Bath Stone is an Oolitic Limestone that was lain down as sediment in a warm shallow sea 170 million years ago during the Jurassic Period. Oolitic Limestone consists of minute spherical particles called Ooids, which usually consist of small fragments of shell coated with layers of calcite. Over time these have become cemented together to form the stone we find today.

The majority of limestone quarried in England comes from a belt of stone that runs from Portland and Purbeck on the south coast, -northwards along the Cotswolds and into Yorkshire. This belt of limestone has been extensively quarried for centuries along its length and many of these workings have supplied the stones used in most of our famous buildings. Although the stone comes from the same belt all have different compositions and can vary greatly in colour and quality. Bath stone is a member of the Great Oolite Series and comes from a small area at the southern end of the Cotswolds, to the south and east of Bath. The layer of stone which is on average twenty five feet thick is found at depths of between 30 to 120 feet below the tops of the hills lining the By Brook and the River Avon. Bath Stone is divided into beds varying greatly in thickness, also the quality of the stone can vary from bed to bed in the same location. Another feature affecting the size of the quarried blocks are Faults or Joints, which run vertically through the rock and are the result of earth movement during continental drift and subsidence of the slopes on the escarpments. Finally Bath Stone is classed as a Freestone – a stone that can be cut or squared in any direction, but to get the best use out of it, it must be laid on bed, i.e. it must sit in the building as it did in the ground.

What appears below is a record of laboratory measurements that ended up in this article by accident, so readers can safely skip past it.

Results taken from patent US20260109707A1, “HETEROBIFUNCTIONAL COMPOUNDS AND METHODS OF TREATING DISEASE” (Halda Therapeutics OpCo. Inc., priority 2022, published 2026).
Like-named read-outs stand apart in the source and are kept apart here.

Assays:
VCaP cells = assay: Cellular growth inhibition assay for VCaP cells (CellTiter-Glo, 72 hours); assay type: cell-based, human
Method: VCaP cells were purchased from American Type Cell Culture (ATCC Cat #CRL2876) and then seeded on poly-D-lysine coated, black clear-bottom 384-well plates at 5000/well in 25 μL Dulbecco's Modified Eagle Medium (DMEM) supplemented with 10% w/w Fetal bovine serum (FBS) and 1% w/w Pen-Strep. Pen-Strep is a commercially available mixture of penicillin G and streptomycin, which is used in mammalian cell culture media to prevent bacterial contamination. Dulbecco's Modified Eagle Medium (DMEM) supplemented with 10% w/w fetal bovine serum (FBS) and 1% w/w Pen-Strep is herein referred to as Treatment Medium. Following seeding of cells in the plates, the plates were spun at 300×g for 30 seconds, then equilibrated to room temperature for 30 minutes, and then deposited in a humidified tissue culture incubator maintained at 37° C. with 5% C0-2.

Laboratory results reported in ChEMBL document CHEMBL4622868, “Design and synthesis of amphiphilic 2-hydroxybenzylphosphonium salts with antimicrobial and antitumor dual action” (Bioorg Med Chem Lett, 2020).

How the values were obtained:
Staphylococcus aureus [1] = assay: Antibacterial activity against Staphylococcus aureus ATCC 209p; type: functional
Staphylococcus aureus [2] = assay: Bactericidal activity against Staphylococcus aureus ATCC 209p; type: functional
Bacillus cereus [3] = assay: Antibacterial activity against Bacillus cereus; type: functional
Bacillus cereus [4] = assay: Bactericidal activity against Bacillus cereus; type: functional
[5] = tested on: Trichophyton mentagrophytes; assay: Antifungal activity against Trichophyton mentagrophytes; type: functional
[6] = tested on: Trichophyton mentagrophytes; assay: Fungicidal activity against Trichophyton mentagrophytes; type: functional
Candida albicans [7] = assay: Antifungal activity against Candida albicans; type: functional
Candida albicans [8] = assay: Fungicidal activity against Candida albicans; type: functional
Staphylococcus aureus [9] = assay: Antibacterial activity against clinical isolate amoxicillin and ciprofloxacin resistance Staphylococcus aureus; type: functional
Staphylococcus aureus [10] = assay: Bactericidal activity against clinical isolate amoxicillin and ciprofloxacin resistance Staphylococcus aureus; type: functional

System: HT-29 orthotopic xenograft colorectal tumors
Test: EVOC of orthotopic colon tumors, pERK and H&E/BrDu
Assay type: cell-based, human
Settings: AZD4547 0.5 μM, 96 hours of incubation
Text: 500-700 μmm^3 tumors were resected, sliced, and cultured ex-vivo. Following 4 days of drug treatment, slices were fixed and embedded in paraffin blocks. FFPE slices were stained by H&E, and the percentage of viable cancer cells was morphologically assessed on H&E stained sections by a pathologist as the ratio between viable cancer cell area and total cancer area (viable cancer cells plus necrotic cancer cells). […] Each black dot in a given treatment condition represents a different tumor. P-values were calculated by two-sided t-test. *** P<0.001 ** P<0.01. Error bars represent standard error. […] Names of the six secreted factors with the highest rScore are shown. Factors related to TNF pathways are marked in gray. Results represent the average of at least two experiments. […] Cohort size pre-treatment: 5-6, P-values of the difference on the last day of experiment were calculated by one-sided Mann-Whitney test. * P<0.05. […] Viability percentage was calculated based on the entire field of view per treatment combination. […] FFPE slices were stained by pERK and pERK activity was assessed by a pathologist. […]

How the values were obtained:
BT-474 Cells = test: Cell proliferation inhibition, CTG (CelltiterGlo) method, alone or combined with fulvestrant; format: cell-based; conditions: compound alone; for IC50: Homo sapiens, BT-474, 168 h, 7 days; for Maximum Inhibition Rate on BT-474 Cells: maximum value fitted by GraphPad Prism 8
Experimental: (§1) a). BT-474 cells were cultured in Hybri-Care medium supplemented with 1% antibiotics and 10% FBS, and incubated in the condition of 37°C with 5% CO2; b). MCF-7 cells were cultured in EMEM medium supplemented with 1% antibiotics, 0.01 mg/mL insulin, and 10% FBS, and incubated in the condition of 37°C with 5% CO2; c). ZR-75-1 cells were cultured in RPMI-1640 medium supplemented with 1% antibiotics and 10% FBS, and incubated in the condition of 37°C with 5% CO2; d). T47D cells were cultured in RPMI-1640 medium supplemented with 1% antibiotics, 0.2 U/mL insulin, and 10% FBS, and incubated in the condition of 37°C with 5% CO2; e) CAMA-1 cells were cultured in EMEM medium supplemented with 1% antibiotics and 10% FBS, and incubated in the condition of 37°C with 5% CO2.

The following is a list of all the different types of Bath Stone distinguished by the area they are quarried. An experienced stone mason could identify most of these from inspection, although certain anomalies do exist, for example if the stone was removed from the upper or lower beds in the same location they can have slightly different characteristics.

Stoke Ground, Winsley Ground, Westwood Ground, Farleigh Down, Kingsdown, Box Ground, Corsham Down, Corngrit, Hartham Park, Corsham Ground, Hartham Park Ground, Scallet, Corsham Blue, Monks Park, Ridge Corsham, Park Lane, Elm Park, Combe Down Oolite

Nowadays due to fewer working quarries, there is less choice available but a good compromise can still be achieved for restoration work. The stone when in the ground is classed as ‘green’ which means it is saturated with moisture. This is relatively easy to work as it is soft and cuts easily, however when it dries out on the surface it naturally becomes harder and more weather resistant. Stone quarried during the winter months needs to be protected from frosts due to the moisture content, generally, the blocks are stored underground until April, then taken to the surface storage to dry and be suitable for supplying the following winter.


Stacking ground at Hartham Park Quarry